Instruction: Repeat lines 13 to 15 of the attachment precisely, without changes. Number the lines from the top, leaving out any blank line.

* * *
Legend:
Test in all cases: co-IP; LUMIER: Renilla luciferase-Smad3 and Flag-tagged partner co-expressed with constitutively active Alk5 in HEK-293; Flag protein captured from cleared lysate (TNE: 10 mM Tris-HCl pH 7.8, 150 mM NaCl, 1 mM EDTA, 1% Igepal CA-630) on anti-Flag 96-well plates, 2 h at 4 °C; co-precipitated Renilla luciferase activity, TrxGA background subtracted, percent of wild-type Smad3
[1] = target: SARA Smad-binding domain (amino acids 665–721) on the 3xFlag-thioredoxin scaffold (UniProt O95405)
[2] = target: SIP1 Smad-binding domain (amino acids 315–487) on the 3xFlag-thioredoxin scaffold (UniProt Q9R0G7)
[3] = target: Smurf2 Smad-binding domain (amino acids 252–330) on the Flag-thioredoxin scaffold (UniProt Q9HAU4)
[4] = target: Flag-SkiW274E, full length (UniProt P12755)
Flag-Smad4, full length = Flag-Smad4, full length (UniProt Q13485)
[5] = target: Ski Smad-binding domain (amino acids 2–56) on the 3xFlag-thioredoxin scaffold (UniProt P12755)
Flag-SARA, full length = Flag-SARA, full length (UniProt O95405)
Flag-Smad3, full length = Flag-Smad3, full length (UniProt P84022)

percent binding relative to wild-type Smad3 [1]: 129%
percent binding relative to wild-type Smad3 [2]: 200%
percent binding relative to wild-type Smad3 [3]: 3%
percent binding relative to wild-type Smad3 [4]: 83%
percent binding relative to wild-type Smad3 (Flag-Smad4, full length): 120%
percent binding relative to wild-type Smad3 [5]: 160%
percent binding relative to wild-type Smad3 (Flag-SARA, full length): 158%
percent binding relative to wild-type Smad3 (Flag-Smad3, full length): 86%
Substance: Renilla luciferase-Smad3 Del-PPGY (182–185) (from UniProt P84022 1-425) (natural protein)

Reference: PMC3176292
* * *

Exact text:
percent binding relative to wild-type Smad3 [3]: 3%
percent binding relative to wild-type Smad3 [4]: 83%
percent binding relative to wild-type Smad3 (Flag-Smad4, full length): 120%